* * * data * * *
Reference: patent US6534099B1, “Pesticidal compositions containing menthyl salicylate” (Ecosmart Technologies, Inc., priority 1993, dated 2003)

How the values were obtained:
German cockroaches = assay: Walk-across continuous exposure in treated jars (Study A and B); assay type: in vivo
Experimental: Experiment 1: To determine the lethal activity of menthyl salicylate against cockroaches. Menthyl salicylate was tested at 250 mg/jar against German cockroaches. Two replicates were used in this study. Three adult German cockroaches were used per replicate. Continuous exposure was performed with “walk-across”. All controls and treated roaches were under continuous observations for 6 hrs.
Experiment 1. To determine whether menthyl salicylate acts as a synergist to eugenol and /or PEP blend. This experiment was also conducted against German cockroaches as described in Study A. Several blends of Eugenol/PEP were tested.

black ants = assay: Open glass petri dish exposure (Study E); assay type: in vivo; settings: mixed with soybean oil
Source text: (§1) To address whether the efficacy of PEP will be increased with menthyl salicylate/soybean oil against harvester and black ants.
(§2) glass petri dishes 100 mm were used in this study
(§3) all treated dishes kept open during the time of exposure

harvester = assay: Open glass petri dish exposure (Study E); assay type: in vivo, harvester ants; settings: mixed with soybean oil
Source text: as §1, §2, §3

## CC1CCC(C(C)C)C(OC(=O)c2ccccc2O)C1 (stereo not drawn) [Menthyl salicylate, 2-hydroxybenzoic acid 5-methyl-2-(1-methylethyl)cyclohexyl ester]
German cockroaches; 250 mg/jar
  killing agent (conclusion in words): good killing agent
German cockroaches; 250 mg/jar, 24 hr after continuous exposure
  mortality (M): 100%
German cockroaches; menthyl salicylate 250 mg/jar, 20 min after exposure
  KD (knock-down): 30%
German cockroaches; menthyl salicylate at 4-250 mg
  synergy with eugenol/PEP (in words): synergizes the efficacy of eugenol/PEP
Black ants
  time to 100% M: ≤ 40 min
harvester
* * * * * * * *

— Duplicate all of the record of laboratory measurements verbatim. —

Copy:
Reference: patent US6534099B1, “Pesticidal compositions containing menthyl salicylate” (Ecosmart Technologies, Inc., priority 1993, dated 2003)

How the values were obtained:
German cockroaches = assay: Walk-across continuous exposure in treated jars (Study A and B); assay type: in vivo
Experimental: Experiment 1: To determine the lethal activity of menthyl salicylate against cockroaches. Menthyl salicylate was tested at 250 mg/jar against German cockroaches. Two replicates were used in this study. Three adult German cockroaches were used per replicate. Continuous exposure was performed with “walk-across”. All controls and treated roaches were under continuous observations for 6 hrs.
Experiment 1. To determine whether menthyl salicylate acts as a synergist to eugenol and /or PEP blend. This experiment was also conducted against German cockroaches as described in Study A. Several blends of Eugenol/PEP were tested.

black ants = assay: Open glass petri dish exposure (Study E); assay type: in vivo; settings: mixed with soybean oil
Source text: (§1) To address whether the efficacy of PEP will be increased with menthyl salicylate/soybean oil against harvester and black ants.
(§2) glass petri dishes 100 mm were used in this study
(§3) all treated dishes kept open during the time of exposure

harvester = assay: Open glass petri dish exposure (Study E); assay type: in vivo, harvester ants; settings: mixed with soybean oil
Source text: as §1, §2, §3

## CC1CCC(C(C)C)C(OC(=O)c2ccccc2O)C1 (stereo not drawn) [Menthyl salicylate, 2-hydroxybenzoic acid 5-methyl-2-(1-methylethyl)cyclohexyl ester]
German cockroaches; 250 mg/jar
  killing agent (conclusion in words): good killing agent
German cockroaches; 250 mg/jar, 24 hr after continuous exposure
  mortality (M): 100%
German cockroaches; menthyl salicylate 250 mg/jar, 20 min after exposure
  KD (knock-down): 30%
German cockroaches; menthyl salicylate at 4-250 mg
  synergy with eugenol/PEP (in words): synergizes the efficacy of eugenol/PEP
Black ants
  time to 100% M: ≤ 40 min
harvester